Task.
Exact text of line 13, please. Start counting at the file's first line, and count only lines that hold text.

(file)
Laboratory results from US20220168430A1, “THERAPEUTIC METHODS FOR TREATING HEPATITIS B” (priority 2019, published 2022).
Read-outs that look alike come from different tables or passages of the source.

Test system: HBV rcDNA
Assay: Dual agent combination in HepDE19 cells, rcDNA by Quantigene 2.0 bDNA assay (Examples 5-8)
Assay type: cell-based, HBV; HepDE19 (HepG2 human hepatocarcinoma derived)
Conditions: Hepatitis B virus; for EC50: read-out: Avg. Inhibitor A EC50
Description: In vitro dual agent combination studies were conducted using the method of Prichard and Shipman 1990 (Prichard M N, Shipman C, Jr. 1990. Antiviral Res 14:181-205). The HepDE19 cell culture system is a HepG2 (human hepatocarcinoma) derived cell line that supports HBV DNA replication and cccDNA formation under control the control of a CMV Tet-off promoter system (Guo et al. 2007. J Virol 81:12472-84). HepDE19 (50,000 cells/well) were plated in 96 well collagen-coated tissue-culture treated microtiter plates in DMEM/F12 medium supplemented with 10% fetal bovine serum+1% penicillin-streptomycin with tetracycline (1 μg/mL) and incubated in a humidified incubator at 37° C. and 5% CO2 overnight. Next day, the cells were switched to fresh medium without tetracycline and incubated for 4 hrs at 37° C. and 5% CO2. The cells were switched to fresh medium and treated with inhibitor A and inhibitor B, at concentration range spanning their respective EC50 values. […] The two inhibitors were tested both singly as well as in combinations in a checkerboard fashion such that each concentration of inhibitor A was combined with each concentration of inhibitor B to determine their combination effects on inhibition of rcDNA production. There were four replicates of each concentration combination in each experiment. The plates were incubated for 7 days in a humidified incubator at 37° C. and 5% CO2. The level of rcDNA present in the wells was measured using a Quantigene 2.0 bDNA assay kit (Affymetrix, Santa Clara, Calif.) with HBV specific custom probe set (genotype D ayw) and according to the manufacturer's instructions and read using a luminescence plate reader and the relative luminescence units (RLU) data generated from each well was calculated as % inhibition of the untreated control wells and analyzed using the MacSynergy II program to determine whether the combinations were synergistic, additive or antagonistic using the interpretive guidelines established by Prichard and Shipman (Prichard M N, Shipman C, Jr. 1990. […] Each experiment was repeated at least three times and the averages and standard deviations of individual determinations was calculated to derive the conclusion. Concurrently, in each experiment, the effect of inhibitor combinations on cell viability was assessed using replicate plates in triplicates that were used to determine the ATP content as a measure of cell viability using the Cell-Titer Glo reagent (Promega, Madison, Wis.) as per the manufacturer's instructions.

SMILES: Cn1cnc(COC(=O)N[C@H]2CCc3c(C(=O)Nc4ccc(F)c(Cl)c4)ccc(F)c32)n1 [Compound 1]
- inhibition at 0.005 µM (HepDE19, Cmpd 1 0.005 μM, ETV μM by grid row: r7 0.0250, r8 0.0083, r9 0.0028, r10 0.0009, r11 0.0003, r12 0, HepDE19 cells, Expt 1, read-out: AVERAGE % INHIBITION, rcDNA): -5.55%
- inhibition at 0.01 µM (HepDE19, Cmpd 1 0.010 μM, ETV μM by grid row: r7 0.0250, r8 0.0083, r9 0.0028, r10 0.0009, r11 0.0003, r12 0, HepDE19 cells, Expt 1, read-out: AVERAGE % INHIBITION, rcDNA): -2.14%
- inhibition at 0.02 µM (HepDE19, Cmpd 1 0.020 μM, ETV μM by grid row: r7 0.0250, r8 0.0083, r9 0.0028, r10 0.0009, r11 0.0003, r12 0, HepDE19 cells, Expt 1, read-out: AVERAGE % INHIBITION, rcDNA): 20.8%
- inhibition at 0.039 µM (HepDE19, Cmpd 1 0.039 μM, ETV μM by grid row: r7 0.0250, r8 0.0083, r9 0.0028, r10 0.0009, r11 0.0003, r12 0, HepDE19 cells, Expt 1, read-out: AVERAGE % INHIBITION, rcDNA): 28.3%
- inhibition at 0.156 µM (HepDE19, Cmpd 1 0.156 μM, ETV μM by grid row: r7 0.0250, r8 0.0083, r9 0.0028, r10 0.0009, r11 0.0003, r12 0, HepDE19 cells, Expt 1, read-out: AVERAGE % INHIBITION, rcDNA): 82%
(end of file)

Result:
- inhibition at 0.156 µM (HepDE19, Cmpd 1 0.156 μM, ETV μM by grid row: r7 0.0250, r8 0.0083, r9 0.0028, r10 0.0009, r11 0.0003, r12 0, HepDE19 cells, Expt 1, read-out: AVERAGE % INHIBITION, rcDNA): 82%